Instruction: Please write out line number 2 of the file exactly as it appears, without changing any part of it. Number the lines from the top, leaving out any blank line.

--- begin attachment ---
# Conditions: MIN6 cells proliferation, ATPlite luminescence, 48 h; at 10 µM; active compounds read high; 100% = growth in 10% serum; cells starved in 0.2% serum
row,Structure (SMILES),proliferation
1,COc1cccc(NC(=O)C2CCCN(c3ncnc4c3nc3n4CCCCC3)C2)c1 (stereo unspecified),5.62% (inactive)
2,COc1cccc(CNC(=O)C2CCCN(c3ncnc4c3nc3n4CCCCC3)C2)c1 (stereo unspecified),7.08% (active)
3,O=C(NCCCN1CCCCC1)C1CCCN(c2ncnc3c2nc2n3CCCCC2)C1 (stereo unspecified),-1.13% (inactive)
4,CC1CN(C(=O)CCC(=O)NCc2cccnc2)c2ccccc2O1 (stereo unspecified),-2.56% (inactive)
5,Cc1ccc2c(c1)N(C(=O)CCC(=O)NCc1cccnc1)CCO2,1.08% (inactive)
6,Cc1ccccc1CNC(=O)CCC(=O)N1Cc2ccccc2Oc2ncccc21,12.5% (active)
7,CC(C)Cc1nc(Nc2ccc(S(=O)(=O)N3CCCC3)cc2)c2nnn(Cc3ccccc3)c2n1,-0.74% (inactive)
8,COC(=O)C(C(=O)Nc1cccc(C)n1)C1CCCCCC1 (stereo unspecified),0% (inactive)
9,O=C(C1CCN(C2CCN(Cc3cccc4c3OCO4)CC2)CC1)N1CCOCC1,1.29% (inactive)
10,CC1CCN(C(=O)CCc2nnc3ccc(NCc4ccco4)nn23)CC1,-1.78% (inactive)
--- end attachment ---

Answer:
row,Structure (SMILES),proliferation